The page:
I got to the hospital today and bought an iced chai tea and headed up to the fifth floor where my brother lay fighting the battle for his life. When I got to his room, the electrodes for the EEG had been removed. That machine was out of the room. He was still moaning and still reaching to the sky. I thought once or twice he was trying to make words through his moans. Wishful thinking I'm sure. I talked to him. Told him the goings on of family members. Told him how excited his grand niece was to start preschool. I reminded him that he needed to be here to watch his nephew's upcoming excursion into fatherhood. I thought I saw a glimmer of response, was it real or coincidental?

My brother is a techy. He loves just about anything there is to do with technology. He built the website for his church, St.George's. He is very proud of the site and very possessive of it. He works hard on it. I'm pretty sure most if not all of the photos on the site were taken by him. A friend of his from church told me that every now and then he would offer Ben a photo for the site, Ben would politely say no for one reason or another. He apparently wanted the work to all be his. 

Ben loves his computers. He knows how to fix about anything on a computer. If he was told he had to give up either his books or his computers to survive, he'd probably choose not to survive.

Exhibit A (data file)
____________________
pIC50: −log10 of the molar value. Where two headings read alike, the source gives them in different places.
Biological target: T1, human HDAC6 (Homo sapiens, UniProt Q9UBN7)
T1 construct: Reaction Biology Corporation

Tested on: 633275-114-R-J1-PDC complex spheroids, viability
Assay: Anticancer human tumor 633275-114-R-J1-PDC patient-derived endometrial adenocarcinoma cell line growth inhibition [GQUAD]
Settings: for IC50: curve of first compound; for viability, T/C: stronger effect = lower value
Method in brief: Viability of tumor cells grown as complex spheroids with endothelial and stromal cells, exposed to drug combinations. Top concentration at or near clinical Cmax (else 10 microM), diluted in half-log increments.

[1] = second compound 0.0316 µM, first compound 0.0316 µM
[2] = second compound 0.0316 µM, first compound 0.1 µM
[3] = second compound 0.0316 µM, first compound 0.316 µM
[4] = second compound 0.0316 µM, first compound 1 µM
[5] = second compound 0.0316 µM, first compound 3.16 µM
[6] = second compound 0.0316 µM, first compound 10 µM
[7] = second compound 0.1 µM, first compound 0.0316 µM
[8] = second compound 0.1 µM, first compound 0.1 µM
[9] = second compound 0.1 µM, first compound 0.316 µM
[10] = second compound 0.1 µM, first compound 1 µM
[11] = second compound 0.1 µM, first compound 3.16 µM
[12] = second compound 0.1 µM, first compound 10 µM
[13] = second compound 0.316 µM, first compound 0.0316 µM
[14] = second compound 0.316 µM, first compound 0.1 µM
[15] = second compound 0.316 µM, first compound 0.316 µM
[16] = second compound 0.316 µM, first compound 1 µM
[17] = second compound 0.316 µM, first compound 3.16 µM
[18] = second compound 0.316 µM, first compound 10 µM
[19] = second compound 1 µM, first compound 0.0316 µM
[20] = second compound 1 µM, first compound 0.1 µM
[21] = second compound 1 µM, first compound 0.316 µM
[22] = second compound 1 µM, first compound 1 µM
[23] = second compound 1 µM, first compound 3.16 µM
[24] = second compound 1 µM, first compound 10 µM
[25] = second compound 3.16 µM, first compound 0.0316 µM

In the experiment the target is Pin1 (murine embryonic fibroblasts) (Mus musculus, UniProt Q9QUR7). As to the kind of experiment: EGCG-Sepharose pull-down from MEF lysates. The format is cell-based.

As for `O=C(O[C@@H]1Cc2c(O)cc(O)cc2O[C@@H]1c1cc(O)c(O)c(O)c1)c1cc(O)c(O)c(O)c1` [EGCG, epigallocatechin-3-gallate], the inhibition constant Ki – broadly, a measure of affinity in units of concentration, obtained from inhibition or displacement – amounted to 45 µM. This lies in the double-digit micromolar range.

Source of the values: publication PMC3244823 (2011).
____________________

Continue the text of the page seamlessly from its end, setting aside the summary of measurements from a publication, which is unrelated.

This all being said, Ben, has a flip phone. Yes, a flip phone. The only reason that he has that is because his previous phone, a model from 1988, fell in the toilet. Ben will trudge around carrying a huge computer, his iPod and his cell phone everywhere he goes, rather than buy a smartphone. 

In February when my father was having gallbladder surgery Ben was lugging all of those things with him throughout the hospital. The computer is not a light thing to carry. I don't remember how the subject came up, but we got onto the subject of smart phones. "I don't need a smartphone," he said, holding up his phone from 1922, "this one works just fine."

I looked at him. I looked at my sister. I looked back at Ben and his collection of stuff all around him. I held up my iPhone and said, "see all of that stuff all around you, that heavy computer, that iPod, that phone. I have all of that stuff, RIGHT HERE!" 

He looked at me, with the ever famous I know more than you look he has, "but if I want to edit a photo for the St. George's web site, I can't do it on that." 

I sighed, looked at my sister, and sat back in my chair. There was no winning this one.